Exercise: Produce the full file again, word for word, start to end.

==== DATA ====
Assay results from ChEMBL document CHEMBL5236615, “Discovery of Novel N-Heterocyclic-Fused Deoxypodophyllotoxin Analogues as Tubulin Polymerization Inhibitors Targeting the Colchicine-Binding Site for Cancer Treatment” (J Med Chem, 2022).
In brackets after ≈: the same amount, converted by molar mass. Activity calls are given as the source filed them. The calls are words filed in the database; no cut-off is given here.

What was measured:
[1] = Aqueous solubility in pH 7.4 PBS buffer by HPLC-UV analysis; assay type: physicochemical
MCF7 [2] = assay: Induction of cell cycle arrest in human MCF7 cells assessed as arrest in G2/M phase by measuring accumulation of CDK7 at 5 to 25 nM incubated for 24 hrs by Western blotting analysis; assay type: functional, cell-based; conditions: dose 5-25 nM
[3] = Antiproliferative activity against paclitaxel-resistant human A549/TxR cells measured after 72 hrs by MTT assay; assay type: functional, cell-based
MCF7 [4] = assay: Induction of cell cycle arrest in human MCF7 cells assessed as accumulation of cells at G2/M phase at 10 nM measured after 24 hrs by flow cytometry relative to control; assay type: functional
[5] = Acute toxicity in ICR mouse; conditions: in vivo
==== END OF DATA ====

Assay results from ChEMBL document CHEMBL5236615, “Discovery of Novel N-Heterocyclic-Fused Deoxypodophyllotoxin Analogues as Tubulin Polymerization Inhibitors Targeting the Colchicine-Binding Site for Cancer Treatment” (J Med Chem, 2022).
In brackets after ≈: the same amount, converted by molar mass. Activity calls are given as the source filed them. The calls are words filed in the database; no cut-off is given here.

What was measured:
[1] = Aqueous solubility in pH 7.4 PBS buffer by HPLC-UV analysis; assay type: physicochemical
MCF7 [2] = assay: Induction of cell cycle arrest in human MCF7 cells assessed as arrest in G2/M phase by measuring accumulation of CDK7 at 5 to 25 nM incubated for 24 hrs by Western blotting analysis; assay type: functional, cell-based; conditions: dose 5-25 nM
[3] = Antiproliferative activity against paclitaxel-resistant human A549/TxR cells measured after 72 hrs by MTT assay; assay type: functional, cell-based
MCF7 [4] = assay: Induction of cell cycle arrest in human MCF7 cells assessed as accumulation of cells at G2/M phase at 10 nM measured after 24 hrs by flow cytometry relative to control; assay type: functional
[5] = Acute toxicity in ICR mouse; conditions: in vivo